"Going Viral"

When social media rules the web, every storymaker is looking to 'go viral.' How do you define this social phenomenon? What are the pitfalls of media aiming for "virality"? And... how does it happen?


  1. 1. There is no quick and easy definition for "viral." What's considered viral might depend on one's own perspective.

  2. Still, there are some ground rules: Viral stories spread fast over a short period of time and beyond a messages original network into other communities, according to Karine Nahon and Jeff Hemsley, authors of the book "Going Viral."
  3. 2. We share makes us looks good. Popular items can be defined as “social currency” because they serve as a way to brag about ourselves and earn likes, retweets, shares, pins, etc. to go viral.

  4. "Viral" researcher Jonah Berger considers "social currency" the first part in his STEPPS of what makes something go viral.
  5. One of the most common ways an item goes viral is in the form of a meme. Not all memes go viral. And not everything viral is a meme.
  6. A meme, as described by evolutionary biologist Richard Dawkins in the "Seflish Gene" (1976), is a unit of culture passed from one person to another. The primary difference between Dawkins' "meme" and the online version is that the former change unintentionally while online memes are "remixed" intentionally.

    Let Dawkins explain the evolution of the word:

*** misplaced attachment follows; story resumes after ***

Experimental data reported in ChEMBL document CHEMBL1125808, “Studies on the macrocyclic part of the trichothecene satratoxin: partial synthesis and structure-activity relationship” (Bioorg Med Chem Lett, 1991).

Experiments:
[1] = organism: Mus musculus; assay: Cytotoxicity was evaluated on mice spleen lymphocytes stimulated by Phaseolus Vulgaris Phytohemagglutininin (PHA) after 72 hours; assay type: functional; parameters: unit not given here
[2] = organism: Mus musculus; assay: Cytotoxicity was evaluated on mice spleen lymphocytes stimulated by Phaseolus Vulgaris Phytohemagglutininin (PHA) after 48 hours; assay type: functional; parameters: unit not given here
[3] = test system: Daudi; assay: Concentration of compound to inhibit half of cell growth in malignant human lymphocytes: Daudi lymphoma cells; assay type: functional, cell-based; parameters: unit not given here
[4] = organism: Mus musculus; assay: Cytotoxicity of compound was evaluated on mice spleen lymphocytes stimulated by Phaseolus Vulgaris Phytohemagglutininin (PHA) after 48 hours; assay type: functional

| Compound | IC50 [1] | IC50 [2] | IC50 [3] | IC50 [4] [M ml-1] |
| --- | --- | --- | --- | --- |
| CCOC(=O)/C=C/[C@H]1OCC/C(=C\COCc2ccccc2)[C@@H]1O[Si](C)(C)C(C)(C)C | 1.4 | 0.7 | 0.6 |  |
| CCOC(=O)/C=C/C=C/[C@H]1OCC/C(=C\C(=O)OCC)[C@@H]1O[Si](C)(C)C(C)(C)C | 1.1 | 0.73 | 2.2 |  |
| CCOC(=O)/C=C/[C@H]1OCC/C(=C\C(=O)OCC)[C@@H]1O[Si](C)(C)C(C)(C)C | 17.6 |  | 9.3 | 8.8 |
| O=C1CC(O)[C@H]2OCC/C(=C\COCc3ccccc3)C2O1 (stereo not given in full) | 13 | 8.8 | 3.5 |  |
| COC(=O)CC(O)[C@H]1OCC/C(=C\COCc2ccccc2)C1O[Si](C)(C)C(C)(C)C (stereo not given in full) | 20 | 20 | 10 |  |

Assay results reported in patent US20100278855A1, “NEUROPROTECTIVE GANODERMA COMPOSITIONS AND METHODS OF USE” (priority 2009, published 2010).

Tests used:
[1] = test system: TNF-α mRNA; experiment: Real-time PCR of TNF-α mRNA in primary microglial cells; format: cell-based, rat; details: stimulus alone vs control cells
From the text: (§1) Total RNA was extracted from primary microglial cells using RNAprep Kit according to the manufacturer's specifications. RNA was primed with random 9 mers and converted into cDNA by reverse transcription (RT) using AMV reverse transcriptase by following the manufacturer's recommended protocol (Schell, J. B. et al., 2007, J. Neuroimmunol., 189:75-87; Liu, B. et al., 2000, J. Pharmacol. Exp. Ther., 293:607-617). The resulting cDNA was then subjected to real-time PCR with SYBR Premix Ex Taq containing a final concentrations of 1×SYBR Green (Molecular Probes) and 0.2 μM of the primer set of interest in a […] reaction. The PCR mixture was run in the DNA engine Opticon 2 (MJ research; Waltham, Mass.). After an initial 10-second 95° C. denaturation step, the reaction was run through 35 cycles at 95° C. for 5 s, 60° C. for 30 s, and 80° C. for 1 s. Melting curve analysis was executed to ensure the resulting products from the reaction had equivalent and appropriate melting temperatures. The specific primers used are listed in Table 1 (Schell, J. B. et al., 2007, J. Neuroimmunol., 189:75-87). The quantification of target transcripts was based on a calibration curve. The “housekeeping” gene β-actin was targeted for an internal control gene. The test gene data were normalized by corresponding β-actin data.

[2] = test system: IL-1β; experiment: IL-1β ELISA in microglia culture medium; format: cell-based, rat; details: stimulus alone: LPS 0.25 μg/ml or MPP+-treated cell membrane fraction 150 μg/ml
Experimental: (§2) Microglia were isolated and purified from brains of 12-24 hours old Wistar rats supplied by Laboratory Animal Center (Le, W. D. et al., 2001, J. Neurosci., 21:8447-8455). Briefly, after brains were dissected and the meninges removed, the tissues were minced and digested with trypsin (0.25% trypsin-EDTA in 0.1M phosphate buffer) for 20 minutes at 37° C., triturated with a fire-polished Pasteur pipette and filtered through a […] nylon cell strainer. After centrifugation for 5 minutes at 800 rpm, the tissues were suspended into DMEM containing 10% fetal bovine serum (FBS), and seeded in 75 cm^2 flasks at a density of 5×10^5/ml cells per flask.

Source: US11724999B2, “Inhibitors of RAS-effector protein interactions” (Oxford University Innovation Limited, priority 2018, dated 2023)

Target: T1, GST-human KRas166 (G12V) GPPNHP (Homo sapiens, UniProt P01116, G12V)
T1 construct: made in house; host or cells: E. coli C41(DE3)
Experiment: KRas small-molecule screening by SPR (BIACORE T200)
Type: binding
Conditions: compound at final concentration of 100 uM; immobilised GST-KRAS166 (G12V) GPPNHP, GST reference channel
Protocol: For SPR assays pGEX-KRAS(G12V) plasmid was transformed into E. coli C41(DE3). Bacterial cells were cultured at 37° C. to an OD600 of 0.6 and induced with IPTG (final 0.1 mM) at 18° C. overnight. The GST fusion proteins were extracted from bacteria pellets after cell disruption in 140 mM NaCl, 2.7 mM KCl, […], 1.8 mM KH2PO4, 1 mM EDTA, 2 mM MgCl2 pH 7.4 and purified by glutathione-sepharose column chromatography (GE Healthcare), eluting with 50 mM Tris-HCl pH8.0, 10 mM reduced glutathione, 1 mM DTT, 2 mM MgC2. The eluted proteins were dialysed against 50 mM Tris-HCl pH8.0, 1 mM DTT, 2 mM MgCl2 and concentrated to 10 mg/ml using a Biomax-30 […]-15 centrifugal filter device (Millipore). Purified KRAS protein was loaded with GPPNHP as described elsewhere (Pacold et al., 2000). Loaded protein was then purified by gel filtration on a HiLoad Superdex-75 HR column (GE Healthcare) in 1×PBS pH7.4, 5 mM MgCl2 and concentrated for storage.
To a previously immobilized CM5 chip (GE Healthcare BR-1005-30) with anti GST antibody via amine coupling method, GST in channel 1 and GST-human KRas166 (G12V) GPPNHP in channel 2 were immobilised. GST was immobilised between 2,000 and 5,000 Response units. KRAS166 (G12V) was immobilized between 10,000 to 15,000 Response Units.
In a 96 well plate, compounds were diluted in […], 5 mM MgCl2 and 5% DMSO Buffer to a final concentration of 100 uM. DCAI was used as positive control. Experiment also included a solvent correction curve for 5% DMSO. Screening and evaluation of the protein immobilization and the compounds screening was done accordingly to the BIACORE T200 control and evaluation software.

7. Richard Dawkins explains the real meaning of the word 'meme'
  8. Memes do not have to be static images. They're any item that's mimicked and "remixed" as it's shared on the Internet. They can be songs, videos, dances, etc. Non-photo examples include the Harlem Shake, Techno Viking or the #RunningManChallenge.
  9. Running Man Challenge Vine Compilation
  10. Professor Limor Shifman of The Hebrew University noted six common characteristics of YouTube memes: ordinary people, flawed masculinity, humor, repetitiveness, simplicity and whimsical content. (See abstract, "Anatomy of a YouTube Meme", 2011)
  11. Viral memes that resonate with an audience can even be profitable for the person who discovered it. The finder's brand profile goes up and marketers can pay them to promote other items.
  12. 3. "Cognitive Misers" - We tend to be drawn toward content that is less cognitively demanding. The less we have to think the more likely the content will resonate and get shared.

  13. Here are a couple common puzzles that tend to stump even the "smartest" students, simply because we're cognitive misers:
  14. Answer 1: Five cents. (Most people assume the answer is 10 cents).
    Answer 2: 47 days. (Most people assume the answer is 24 days).
  15. 4. Arousal and Virality: According to Berger and Milkman, we share stories that arouse emotions that activate us (awe, surprise, anger). Positive stories that activate us do better than negative ones that activate us.

  16. News websites today try to activate those emotions like awe or shock or anger to create viral content. See Buzzfeed or Upworthy for examples:
  17. An Upworthy editor explains how the site writes headlines: